The surging demand for Indonesian resources is perhaps most apparent on the remote east coast of Borneo, the world’s third-largest island, where former headhunters still live in longhouses and orangutans build nests in a diminishing jungle. One recent Monday just north of the equator, nine bulk carriers are anchored in shimmering heat off the palm-fringed port of Sangatta in East Kalimantan province, waiting to fill their hatches with coal from the world’s biggest thermal coal mine. Twelve kilometers inland, inside pits up to 400 meters deep and 2.5 kilometers wide, trucks with tires twice the size of the men and women who drive them cart coal to conveyor belts that whisk the haul through the jungle to the port. Last year, owner PT Bumi Resources dug 60 million tons of coal from Sangatta and other mines it owns in Borneo. By 2012, it aims to have almost doubled exports to 111 million tons. Last year, Beijing’s sovereign wealth fund, China Investment Corp., loaned Bumi $1.9 billion to help it reschedule debt. “Operationally, Bumi has some of the best mines in the world,” says Adam Worthington, a Singapore-based analyst at Macquarie Capital Securities Pte, a unit of Australia’s biggest investment bank, who has an “outperform” rating on the stock. “Extraction, transport and labor costs are low, and the coal quality is very good.”
Bumi’s potential may be blunted by a lack of corporate transparency that shadows too many Indonesian businesses. The mining company is controlled by the family of billionaire politician-businessman Aburizal Bakrie, a former Suharto associate. When the global credit crunch hit in 2008, the Bakrie family holding company, PT Bakrie & Brothers, had $1.1 billion of debt that had been raised by pledging shares in Bumi and other listed units. Bumi shares plunged 32 percent on October 6, 2008, and then were suspended from trading for a month—at a time when Aburizal Bakrie was serving as welfare minister. Since then, the loans have been restructured by the company’s lenders and the stock has risen fivefold from its lows. “For those investors willing to bear the corporate governance risks, Bumi is attractive,” Worthington says. Aburizal Bakrie didn’t respond to requests for an interview.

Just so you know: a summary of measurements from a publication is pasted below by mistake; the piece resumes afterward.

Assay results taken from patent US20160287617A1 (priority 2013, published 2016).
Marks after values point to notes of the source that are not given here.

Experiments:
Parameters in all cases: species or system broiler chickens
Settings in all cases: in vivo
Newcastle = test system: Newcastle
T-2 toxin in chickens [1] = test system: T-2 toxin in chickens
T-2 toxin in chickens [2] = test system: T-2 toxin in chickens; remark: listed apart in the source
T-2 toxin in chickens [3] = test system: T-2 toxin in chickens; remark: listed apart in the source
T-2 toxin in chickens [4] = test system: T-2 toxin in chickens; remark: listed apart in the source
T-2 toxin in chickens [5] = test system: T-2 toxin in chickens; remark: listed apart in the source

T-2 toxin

Investors will soon have the chance to bet on arguably Indonesia’s least-likely success story: PT Garuda Indonesia, the state-owned airline with a once miserable safety record. In 2007, the EU banned the airline from Europe’s airspace on safety grounds after flights operated by Indonesian carriers suffered three fatal air crashes that killed 272 over two years.
In 2004, one Garuda passenger was even murdered in flight. Munir Said Thalib, 39, a human-rights lawyer who had investigated abuses by Indonesia’s military, was on his way to Amsterdam when he died midair from arsenic poisoning. An off-duty Garuda pilot who had been sitting in the next seat was jailed for 20 years for the crime in 2008, which prosecutors said during the trial was carried out for Indonesia’s intelligence agency. Five years ago, Yudhoyono gave Emirsyah Satar, a Paris-educated diplomat’s son, the job of rescuing the airline. “We were losing money on 85 percent of our routes, and our planes were always late,” Satar says. He called in foreign experts to audit Garuda’s safety practices, retrained pilots and retired old planes. Regaining customer confidence helped the airline make a profit of 1 trillion rupiah in 2009, just three years after getting a 1-trillion-rupiah cash injection to stay in business. The EU flight ban was lifted in July 2009. Now, Garuda is preparing to sell as much as $300 million worth of shares in the third quarter as it seeks to double the fleet to 116 planes by 2014. The transformation of an outcast airline into an investment opportunity may be the surest sign yet that Indonesia is ready to join the emerging-market big leagues.